“The only mode my thoughts run in, though, is rewind. Never fast-forward and certainly never stopped. Thus the truth is my thoughts and, the facts are my experience, subjective, and still mine.”
Following the plight of a young Italian girl, Weeds Beneath the Open Meadows, is more than just a memoir; this book explores the relationship between the individual and truth, the effect of the past upon the present, and conflicting representations about love.
When Anna and her family leave their homeland due to her father’s nebulous business in the United States, she leaves behind crowns weaved from flowers, handmade dresses, and the ubiquitous poverty of the Italian countryside. Once across the Atlantic, Anna realizes that life in America is about possessions; possessing things as well as memories.
Blurring the line between an older past in the meadows and villages of Sicily, and a newer past in the concrete streets of New Jersey, Weeds Beneath the Open Meadows explores how a young girl learns the ways of America without letting go of Italy.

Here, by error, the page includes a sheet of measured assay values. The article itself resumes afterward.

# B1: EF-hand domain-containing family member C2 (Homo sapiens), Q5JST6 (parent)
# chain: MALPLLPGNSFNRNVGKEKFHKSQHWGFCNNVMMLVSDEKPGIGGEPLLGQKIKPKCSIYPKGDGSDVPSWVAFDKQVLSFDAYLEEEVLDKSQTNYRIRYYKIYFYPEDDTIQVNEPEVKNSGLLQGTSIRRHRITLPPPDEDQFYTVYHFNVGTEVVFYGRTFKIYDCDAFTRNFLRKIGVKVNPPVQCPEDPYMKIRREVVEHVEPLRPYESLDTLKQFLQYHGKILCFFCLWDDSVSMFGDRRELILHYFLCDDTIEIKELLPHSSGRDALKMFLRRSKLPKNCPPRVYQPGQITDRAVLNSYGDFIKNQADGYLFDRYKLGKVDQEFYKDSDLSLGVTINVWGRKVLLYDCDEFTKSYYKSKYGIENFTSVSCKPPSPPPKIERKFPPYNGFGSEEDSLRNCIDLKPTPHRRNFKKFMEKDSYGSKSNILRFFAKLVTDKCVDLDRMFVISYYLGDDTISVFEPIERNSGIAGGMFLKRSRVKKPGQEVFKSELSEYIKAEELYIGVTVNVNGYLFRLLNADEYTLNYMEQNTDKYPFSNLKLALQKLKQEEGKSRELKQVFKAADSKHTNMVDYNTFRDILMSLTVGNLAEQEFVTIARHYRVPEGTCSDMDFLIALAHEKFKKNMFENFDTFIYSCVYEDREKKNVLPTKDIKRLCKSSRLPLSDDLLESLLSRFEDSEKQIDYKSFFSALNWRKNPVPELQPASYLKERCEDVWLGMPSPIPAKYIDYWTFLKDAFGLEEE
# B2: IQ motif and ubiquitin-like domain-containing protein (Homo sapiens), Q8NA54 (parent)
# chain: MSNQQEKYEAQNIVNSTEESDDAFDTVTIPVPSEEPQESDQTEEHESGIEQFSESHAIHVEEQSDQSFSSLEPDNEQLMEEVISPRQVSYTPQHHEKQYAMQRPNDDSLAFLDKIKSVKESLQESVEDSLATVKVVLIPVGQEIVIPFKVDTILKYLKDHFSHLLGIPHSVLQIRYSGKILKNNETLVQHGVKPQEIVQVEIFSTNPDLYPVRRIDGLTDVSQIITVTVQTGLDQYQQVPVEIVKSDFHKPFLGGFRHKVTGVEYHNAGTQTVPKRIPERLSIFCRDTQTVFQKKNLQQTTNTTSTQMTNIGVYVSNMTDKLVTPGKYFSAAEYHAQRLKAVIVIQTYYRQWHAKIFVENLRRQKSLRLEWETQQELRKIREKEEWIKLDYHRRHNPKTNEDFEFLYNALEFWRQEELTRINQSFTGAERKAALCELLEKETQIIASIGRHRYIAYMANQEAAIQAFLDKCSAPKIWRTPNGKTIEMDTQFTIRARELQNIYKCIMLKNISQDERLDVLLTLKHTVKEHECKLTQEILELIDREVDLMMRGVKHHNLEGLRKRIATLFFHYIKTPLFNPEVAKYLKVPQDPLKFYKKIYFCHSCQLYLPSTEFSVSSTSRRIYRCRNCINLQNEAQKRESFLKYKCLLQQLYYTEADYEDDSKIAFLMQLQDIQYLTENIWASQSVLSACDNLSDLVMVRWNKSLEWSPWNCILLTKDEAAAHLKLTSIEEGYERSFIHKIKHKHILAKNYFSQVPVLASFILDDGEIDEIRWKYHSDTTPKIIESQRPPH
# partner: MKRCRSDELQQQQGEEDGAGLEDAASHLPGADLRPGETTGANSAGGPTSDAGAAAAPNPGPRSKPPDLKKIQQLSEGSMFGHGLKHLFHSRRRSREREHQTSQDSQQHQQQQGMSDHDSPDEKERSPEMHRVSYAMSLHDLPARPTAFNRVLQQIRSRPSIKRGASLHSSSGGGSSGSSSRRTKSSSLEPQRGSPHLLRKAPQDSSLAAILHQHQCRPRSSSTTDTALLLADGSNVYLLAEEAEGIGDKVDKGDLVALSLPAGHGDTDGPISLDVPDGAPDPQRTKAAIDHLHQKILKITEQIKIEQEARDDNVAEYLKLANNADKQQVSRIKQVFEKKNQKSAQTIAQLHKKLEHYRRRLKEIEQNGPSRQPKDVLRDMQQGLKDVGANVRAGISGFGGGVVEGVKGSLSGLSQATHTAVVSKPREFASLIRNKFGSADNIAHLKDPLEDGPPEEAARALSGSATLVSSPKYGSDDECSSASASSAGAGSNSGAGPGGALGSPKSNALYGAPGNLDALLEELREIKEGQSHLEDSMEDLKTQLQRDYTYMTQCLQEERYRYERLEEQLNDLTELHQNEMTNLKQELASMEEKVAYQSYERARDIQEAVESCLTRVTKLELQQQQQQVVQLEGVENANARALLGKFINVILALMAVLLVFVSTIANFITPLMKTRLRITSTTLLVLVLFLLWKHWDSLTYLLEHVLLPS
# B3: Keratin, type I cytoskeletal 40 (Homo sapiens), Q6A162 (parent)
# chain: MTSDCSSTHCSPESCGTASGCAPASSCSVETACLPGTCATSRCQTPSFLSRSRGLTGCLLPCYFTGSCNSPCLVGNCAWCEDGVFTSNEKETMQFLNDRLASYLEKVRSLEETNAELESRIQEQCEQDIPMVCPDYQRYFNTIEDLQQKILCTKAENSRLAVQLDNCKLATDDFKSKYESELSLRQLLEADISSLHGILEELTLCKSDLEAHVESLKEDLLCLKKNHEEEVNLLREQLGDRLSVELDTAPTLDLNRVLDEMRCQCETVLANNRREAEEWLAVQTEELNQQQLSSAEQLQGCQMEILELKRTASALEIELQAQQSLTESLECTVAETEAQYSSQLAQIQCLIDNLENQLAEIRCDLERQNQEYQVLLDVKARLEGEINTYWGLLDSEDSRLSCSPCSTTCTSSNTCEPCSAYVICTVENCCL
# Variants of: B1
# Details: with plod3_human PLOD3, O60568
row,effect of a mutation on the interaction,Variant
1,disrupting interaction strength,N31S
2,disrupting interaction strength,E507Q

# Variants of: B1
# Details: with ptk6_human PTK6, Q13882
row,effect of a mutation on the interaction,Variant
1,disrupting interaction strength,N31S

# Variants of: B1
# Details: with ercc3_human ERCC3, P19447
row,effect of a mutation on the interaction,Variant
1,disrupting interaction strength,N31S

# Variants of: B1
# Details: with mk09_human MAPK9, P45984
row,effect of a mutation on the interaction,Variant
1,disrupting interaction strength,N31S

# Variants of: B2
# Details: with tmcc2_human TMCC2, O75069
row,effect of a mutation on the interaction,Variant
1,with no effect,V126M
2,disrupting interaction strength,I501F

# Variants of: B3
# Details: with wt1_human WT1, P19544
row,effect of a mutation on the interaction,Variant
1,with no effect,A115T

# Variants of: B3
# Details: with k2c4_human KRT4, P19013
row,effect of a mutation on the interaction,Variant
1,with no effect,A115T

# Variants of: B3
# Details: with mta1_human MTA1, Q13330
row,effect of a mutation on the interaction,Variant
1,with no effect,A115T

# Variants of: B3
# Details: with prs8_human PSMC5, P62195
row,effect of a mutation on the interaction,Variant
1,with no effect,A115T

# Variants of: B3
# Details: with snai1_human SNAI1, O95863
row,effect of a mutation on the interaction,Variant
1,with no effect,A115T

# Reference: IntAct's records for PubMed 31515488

Blending the imagery of poetry with masterful prose, Weeds Beneath the Open Meadows explores the difficulties of assimilation, the loss of loved ones, and the discovery of the self.
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This memoir paints a vivid picture of a young immigrant girl's life molded by the "boxer" like hands of her omnipotent father. One cannot help but be on the side of the writer - rooting her on towards a life of happiness and fulfillment. Arrigo's writing compels the reader to identify with the myriad of emotions she has towards her parents - feelings that are not so easy to come to terms with but that we experience nonetheless. This memoir is beautifully written and leaves you wanting to read about the next chapter(s) in Anna's life.